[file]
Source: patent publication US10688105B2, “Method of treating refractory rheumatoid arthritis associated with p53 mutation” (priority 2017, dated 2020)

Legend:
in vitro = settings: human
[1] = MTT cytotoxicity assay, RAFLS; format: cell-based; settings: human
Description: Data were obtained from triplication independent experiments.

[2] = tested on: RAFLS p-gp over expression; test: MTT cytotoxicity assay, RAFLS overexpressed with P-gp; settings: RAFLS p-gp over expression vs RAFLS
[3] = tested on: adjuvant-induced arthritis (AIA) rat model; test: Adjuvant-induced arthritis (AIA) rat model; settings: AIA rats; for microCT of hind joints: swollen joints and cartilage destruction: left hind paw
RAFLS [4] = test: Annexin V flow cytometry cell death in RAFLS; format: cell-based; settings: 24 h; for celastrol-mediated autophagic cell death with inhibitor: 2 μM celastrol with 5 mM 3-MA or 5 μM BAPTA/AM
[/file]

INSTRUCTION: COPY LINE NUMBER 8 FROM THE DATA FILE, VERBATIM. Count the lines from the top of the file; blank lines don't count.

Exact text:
RAFLS [4] = test: Annexin V flow cytometry cell death in RAFLS; format: cell-based; settings: 24 h; for celastrol-mediated autophagic cell death with inhibitor: 2 μM celastrol with 5 mM 3-MA or 5 μM BAPTA/AM